Mom Worked at the CIA… No Really!
My mom went to work at the CIA in the late 1950s, beginning her career in what was commonly referred to as the secretarial pool. After a few years, she left to start a family, then returned to work at the CIA about 10 years later. By then, she had my brother, three sisters, and me. I was two years old. With five little ones to feed and clothe, both she and my dad worked.
Growing up, the best part for me was being able to reply to the near daily jibes I got regarding my family last name, Bond. Good jibes to be sure, as my response became the fun part. The jibe would start with, “Oh, your name is Bond? I guess your dad is James? Hardy har har.”
I want to gag when I hear that now, as I’ve heard it about a million times. But, as a child and teen, it set up a great game of, “No, but my mother works for the CIA.” Here is where I would give a total deadpan expression without speaking further. Confusion would cloud the face of my would-be comedian. It was usually enough to shut down some stranger trying to be funny as they looked at my identification for virtually anything requiring them to see my last name.
The death in late October of Sean Connery, aka James Bond, the infamous Agent 007, got me thinking of my mom, the CIA, and our family name. One of my favorite stories about mom working at the CIA still makes her (and me) giggle. It happened in the steno pool… she still brags about knowing shorthand, something that allowed for a pay-grade increase in those days.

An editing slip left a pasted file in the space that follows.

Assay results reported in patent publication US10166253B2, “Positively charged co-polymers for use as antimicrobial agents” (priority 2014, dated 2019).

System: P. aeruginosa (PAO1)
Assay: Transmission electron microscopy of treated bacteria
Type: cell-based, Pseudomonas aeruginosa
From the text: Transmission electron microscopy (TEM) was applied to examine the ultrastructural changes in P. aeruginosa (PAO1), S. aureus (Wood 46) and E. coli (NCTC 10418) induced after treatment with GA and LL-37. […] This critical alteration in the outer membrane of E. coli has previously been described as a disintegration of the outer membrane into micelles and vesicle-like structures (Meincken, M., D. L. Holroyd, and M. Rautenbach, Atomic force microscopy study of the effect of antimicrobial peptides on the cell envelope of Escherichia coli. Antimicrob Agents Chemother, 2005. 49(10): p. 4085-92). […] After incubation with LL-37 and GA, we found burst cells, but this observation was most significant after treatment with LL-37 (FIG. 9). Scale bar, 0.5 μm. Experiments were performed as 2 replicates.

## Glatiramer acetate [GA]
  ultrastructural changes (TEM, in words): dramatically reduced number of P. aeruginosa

The secretaries all sat in a group setting, which I suppose must have looked like my first typing class. One day she started to cough rather forcefully – only she was faking it. She took some ‘cough syrup’ out of her purse and self-administered. (It was actually liquor!) After taking a few shots, she offered some to her girlfriend co-worker, and they proceeded to party the afternoon shift away without getting caught.
We’ll call my mom Betty – Betty Bond – as I do feel a certain need to protect her identity. Besides, that’s what she tells friends to call her. She retired in 1993 from “the Agency” and kept in Christmas card contact with a few former coworkers. She knew many exciting people, including one lady colonel in the US Army who came to our house for dinner occasionally. The colonel taught me the proper way to set a table. She frightened me a little, although I was in complete respect and awe of her. I still wonder how much or how often the Agency sent someone to check on our household. To my knowledge, Mom had some rather significant security clearances after her decades of work there.
I remember Mom working on something related to planes and photography, a technological advancement that allowed us to spy on the Russians and I suppose the Cubans. It was primarily the Russians who grabbed the headlines back then, especially at The Washington Post, the newspaper where my father worked.
I like to relate that I grew up in a Maryland neighborhood that allowed distant views of the National Monument in Washington, DC. (Yes, the one that looks like the pencil). If you rode your bike to the top of the highest hill, the monument stuck up against the sky miles away in the distance. It was not lost on me, even when I was a child, that I grew up in one of the most important cities in the world.